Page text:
about "The Best Comic Strip Ever!"

The characters in my strip, set in Africa's Western Rift Valley, are: the Foolish Pride of lions (Leon, the haughty and lethargic King of Beasts; his queen, Leona; and their cub Lionel, an unpromising heir to the throne); Secretary Bird, a liason between the Royal Court and the rest of the animals; cerebral, man-imitating Ape, a reader of the Substandard; peevish Rhinoceros; harmless but senseless Ostrich; Crocodile, resident of the much-frequented Watering Hole, and his dentist, Crocodile Bird; Honey Badger (alias Ratel), the "Meanest Animal in the World", and his one associate, Honeyguide; Mumbo the elephant, a descendant of Jumbo and a butt of jokes about his weight and the size of his ears and nose; Duncan the dung beetle; ill-favored and unwashed Warthog; the craven, henpecked male and shrewish female hyaenas, both of them foul-smelling and perpetually at war vs. the lions; the mistaken-identity-plagued zebras; slow and superannuated Tortoise; Oxpecker, a companion of large herbivores; Hugh the chamaeleon; and walled-up Mrs. Hornbill.

The Best Comic Strip Ever!

If you "click" the present cartoon, whizbang technology will take you to the "The Best Comic Strip Ever!" Archive.

26 November 2014

Uncommon Commentary #435: An Unedifying Edifice

The actual name of what we call the “Statue of Liberty” is “Liberty Enlightening the World”, hence the fact that she carries a torch.  This landmark may be an “icon” of the USA, but, to be totally honest, it’s one in need of iconoclasm; those of us who are still Christians ought to know that it is not an abstract concept like political “liberty” but Christ that enlightens the world.  Moreover, since it’s thought to have been modeled on or at least inspired by the Colossus of Rhodes, which was a portrayal of the pagan god Helios, the statue may even qualify as an idol.  Had I the power to do so, I would officially rechristen “Lady Liberty” as the “Statue of Wisdom” (and the island where she stands as “Wisdom Island”), since wisdom, unlike liberty, is personified in Scripture and can truly be said to have an enlightening influence.

20 November 2014

The Best of Uncommon Commentary

I had intended to post an entirely new uncommon commentary this week, but it’s not working out as I had hoped it would; instead, read this u.c. on a nearly-identical subject, revised by my peerless (a pun, which you’ll understand when you follow the link in this sentence) self.

11 November 2014

Uncommon Commentary #434: Free Ideas Are Often Worth the Price

I don’t recall having heard the term “marketplace of ideas” until just a few years ago, when it seems to have either been coined or become more popular than before.  To give two recent examples: Judge Andrew Napolitano wrote “History teaches that the remedy for tasteless speech is not government repression -- it is more speech.  In a free society, when the marketplace of ideas is open and unfettered, the truth is obvious”; and former NYC Mayor Giuliani said, shortly afterward, “We recognize that people differ and that the First Amendment gives us the answer: the marketplace of ideas.”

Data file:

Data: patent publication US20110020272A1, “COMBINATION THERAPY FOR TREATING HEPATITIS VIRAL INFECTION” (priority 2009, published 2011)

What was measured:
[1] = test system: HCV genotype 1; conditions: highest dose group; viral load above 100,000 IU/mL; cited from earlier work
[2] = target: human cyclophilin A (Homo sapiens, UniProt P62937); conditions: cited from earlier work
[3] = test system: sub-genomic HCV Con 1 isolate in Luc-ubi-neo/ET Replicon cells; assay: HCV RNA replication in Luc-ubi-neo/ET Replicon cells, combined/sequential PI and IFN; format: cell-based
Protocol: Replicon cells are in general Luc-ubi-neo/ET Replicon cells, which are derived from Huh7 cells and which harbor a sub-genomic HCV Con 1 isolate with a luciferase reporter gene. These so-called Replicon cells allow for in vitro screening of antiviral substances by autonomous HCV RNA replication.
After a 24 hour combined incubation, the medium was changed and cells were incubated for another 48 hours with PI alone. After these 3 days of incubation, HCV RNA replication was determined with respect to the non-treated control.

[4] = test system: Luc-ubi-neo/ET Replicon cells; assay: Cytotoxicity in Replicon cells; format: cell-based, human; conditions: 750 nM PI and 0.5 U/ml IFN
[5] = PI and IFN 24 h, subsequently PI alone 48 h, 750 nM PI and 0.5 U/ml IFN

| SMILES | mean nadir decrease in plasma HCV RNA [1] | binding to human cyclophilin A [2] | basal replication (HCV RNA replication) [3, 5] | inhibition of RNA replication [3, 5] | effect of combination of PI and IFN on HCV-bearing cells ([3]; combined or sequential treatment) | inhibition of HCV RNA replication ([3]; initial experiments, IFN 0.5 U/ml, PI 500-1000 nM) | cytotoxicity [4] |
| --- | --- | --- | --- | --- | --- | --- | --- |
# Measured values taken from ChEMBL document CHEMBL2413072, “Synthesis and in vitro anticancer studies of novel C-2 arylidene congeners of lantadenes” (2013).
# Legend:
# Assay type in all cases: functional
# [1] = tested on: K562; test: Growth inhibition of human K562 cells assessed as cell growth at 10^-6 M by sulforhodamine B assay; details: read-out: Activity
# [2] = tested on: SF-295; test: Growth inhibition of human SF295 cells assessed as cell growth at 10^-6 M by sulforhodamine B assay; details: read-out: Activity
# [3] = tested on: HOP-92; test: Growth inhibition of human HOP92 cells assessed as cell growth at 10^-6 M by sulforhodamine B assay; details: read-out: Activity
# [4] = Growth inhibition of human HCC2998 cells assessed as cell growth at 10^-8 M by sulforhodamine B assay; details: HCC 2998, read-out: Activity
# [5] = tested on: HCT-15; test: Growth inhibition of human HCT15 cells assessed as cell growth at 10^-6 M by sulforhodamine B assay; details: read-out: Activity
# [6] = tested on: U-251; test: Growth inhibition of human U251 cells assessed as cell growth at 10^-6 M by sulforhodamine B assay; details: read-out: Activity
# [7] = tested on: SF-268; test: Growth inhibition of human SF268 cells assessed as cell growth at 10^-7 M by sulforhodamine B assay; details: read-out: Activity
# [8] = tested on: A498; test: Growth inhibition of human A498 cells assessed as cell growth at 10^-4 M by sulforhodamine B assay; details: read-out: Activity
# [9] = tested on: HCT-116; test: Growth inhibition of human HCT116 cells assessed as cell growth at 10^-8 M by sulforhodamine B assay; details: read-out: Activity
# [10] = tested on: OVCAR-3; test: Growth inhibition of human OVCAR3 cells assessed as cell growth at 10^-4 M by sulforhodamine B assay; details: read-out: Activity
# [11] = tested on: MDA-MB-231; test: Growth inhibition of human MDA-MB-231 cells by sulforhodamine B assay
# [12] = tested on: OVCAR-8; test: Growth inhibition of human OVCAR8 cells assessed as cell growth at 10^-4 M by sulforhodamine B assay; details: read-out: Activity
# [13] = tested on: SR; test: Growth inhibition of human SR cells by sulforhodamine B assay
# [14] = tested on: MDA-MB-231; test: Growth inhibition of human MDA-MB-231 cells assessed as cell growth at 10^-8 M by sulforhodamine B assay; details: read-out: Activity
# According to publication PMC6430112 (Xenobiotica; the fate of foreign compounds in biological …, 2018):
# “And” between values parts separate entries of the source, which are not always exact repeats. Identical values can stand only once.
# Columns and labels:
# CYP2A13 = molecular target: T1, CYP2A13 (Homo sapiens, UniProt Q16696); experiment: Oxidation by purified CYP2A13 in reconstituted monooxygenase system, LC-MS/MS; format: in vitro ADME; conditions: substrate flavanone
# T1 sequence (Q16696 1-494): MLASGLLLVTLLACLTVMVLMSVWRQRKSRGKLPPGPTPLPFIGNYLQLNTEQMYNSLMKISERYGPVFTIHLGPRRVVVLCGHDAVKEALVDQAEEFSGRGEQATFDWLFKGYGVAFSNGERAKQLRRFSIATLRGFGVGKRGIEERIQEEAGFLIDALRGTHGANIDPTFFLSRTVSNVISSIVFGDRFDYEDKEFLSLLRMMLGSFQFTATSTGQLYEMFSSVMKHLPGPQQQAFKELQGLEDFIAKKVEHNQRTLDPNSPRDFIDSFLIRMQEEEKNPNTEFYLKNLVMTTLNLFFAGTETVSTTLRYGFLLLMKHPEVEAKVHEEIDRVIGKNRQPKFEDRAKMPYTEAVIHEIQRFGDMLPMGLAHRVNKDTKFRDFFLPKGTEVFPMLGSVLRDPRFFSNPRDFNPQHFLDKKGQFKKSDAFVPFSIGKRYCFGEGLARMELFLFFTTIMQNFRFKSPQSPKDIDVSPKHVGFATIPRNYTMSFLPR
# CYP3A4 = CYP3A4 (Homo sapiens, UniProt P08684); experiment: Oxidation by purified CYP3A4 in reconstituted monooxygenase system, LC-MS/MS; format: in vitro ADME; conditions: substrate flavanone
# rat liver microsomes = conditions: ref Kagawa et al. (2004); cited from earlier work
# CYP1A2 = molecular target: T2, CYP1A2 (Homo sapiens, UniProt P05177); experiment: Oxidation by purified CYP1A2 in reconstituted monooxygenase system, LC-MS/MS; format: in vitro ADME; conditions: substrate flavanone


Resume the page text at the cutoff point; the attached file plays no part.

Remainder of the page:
There’s no question that in actual marketplaces, where tangible commodities are sold, superior products generally out-compete inferior ones as long as these non-metaphorical marketplaces are spared gratuitous interference by the government.  The notion that free-market principles apply not only to trade but also to the sphere of public opinion, which notion Judge Napolitano and others apparently take for granted, is, however, very dubious.  What I think history really teaches is that bad ideas are at least as popular as good ones, and that even when “the truth is obvious”, people often spurn it for falsehood; or, to employ a phrase from the Bible, they prefer darkness to light. (If the Judge is right, why is this country in the mess that it is now?  Why are such patently bad ideas as acceptance of unwed motherhood, or that of same-sex marriage, in the ascendant?)
In my opinion, placing confidence in the concept of a “marketplace of ideas” fails to counteract the libertarian and the leftist in their conceit that government ought to make no attempt to elevate public morality.  I don’t advocate a kind of Christian totalitarianism, but, as the ongoing degeneration of our culture ought to make evident, we need much more moral censorship than we presently have.  Leaders of a Christian country (or, like ours, one that used to be Christian) must understand that the civil power, owing its authority to God (Romans 13:1), has an obligation to defend and to promote godly ideas, even if those ideas don’t sell as well as the sinful ones.

02 November 2014

Uncommon Commentary #433: Washington, D[ysfunctional]C[apital]

Many Republicans are excited over the prospect of gaining a majority in the US Senate through this year’s elections.  If this happens, though, the majority will be a slight one, unable to withstand the veto power of a president who unquestionably will still accuse his opponents of obstructionism; we must expect “gridlock”, therefore, to persist in the federal misgovernment for at least another two years.  A lame duck can still bite.